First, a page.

For example, roasting brings out the natural sugars in vegetables and often makes them more appealing to kids (try my roasted green beans). Frying makes vegetables like zucchini and Brussels sprouts almost irresistible. And covering with cheese sauce is an age-old tactic used by parents for generations.
What tips and tricks do you have for making vegetables more palatable to kids? Do they work? Share your solutions!
Put them into pasta or risotto
- Vegetable sauces for pasta and risotto are almost always popular, especially if they contain tomato. Another option that almost always works is tomato and eggplant -- pasta alla norma or eggplant parmesan.
Try Veggies in a Tagine
- In some cuisines, veggies are often incorporated into the main dish, where they can absorb the flavors of sauces and seasoning. Try making a tagine with the kids. My own children have always enjoyed vegetables this way and it's fun eating - everything gets scooped up with bread!
- —Guest Christine
Mix Them into Dishes
- Salad is always on the dinner table at our house, so we add shredded cabbage and spinach leaves, as well as veggies before tossing. I also like to add a bit of spinach or shredded carrots to spaghetti sauce and lasagna. Mixed in, the kids don't realize they are eating the same veggies they complain about when steamed and served by themselves.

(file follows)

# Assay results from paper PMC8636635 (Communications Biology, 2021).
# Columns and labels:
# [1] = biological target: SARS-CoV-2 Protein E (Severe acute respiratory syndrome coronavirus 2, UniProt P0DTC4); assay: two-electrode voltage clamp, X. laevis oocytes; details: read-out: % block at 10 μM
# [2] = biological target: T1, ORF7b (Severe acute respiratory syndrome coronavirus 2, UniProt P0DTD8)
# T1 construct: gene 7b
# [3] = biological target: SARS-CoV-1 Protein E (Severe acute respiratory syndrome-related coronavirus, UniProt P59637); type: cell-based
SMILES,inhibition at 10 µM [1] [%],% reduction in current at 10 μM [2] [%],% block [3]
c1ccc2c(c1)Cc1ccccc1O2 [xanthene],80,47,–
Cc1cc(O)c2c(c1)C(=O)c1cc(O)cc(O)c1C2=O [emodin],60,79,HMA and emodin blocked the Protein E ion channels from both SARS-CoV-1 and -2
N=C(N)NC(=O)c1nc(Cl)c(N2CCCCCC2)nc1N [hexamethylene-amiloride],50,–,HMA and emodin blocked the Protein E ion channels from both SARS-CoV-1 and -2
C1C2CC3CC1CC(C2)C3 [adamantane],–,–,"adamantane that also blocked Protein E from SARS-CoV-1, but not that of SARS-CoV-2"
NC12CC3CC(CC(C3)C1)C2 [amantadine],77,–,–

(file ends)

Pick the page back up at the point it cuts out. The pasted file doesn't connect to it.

- —Guest Lisa
Definately Cheese Sauce
- For all ages, cheese sauce is king. If calories are a big deal, a teaspoon of butter on steamed vegetables goes a long way.
- —Guest Jen
Raw or Roasted
- My kids prefer their vegetables raw, usually with a dip of some kind, but they've recently acquired a taste for some roasted vegetables, as they lend a nutty, sweet taste to them. They're still suspicious of some vegetables, but I figure they'll move on to those at some point in their lives, just as many of us do.
- —Guest mamalama1
- I use baby vegetables! Baby carrots, baby pattypan squash and little veggies like sugar snap peas are great with any dip made with yogurt. I myself used to hate Brussels sprouts until I roasted them until they're dark brown. They then get crisp and kind of salty. Some kids will eat them!
- —Guest Linda